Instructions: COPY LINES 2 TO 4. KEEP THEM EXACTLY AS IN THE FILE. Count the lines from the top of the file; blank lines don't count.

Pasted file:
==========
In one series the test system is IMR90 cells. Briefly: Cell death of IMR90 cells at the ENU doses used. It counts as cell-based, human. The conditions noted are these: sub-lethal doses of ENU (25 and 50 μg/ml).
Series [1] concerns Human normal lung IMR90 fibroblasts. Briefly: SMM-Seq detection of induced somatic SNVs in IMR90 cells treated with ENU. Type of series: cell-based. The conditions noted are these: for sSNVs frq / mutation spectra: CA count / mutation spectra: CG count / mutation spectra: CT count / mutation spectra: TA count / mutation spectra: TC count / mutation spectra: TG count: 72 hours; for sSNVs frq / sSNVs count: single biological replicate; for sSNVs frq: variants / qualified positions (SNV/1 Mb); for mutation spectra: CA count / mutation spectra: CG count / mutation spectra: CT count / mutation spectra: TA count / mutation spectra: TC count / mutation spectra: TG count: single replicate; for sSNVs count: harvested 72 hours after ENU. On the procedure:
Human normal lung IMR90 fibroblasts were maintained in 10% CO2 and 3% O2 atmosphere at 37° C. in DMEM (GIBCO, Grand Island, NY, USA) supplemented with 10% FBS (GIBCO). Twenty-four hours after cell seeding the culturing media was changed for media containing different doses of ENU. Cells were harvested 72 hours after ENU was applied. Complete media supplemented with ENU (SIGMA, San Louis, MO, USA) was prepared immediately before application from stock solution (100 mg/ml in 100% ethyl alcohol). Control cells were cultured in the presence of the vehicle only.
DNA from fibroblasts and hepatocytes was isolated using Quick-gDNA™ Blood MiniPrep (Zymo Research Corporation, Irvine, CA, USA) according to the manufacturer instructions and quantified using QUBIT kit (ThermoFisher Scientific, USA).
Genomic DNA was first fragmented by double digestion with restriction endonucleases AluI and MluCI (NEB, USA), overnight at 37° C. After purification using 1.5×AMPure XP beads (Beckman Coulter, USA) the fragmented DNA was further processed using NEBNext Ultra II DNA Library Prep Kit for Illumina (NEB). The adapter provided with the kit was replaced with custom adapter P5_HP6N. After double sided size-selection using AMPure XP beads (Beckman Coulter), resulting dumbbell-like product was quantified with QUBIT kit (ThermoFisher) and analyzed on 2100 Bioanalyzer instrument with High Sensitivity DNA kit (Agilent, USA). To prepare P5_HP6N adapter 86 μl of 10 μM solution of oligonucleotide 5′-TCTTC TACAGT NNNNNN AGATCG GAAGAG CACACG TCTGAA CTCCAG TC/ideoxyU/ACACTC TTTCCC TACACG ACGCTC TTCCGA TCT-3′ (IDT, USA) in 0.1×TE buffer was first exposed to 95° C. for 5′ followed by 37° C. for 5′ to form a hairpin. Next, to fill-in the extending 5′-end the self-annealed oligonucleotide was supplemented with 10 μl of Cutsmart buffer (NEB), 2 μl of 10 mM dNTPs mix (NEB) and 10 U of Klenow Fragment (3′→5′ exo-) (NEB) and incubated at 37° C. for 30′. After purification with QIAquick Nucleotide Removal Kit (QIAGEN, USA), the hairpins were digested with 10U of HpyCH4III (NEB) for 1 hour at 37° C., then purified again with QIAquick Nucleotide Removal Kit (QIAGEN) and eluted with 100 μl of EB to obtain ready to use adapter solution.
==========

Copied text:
Series [1] concerns Human normal lung IMR90 fibroblasts. Briefly: SMM-Seq detection of induced somatic SNVs in IMR90 cells treated with ENU. Type of series: cell-based. The conditions noted are these: for sSNVs frq / mutation spectra: CA count / mutation spectra: CG count / mutation spectra: CT count / mutation spectra: TA count / mutation spectra: TC count / mutation spectra: TG count: 72 hours; for sSNVs frq / sSNVs count: single biological replicate; for sSNVs frq: variants / qualified positions (SNV/1 Mb); for mutation spectra: CA count / mutation spectra: CG count / mutation spectra: CT count / mutation spectra: TA count / mutation spectra: TC count / mutation spectra: TG count: single replicate; for sSNVs count: harvested 72 hours after ENU. On the procedure:
Human normal lung IMR90 fibroblasts were maintained in 10% CO2 and 3% O2 atmosphere at 37° C. in DMEM (GIBCO, Grand Island, NY, USA) supplemented with 10% FBS (GIBCO). Twenty-four hours after cell seeding the culturing media was changed for media containing different doses of ENU. Cells were harvested 72 hours after ENU was applied. Complete media supplemented with ENU (SIGMA, San Louis, MO, USA) was prepared immediately before application from stock solution (100 mg/ml in 100% ethyl alcohol). Control cells were cultured in the presence of the vehicle only.
DNA from fibroblasts and hepatocytes was isolated using Quick-gDNA™ Blood MiniPrep (Zymo Research Corporation, Irvine, CA, USA) according to the manufacturer instructions and quantified using QUBIT kit (ThermoFisher Scientific, USA).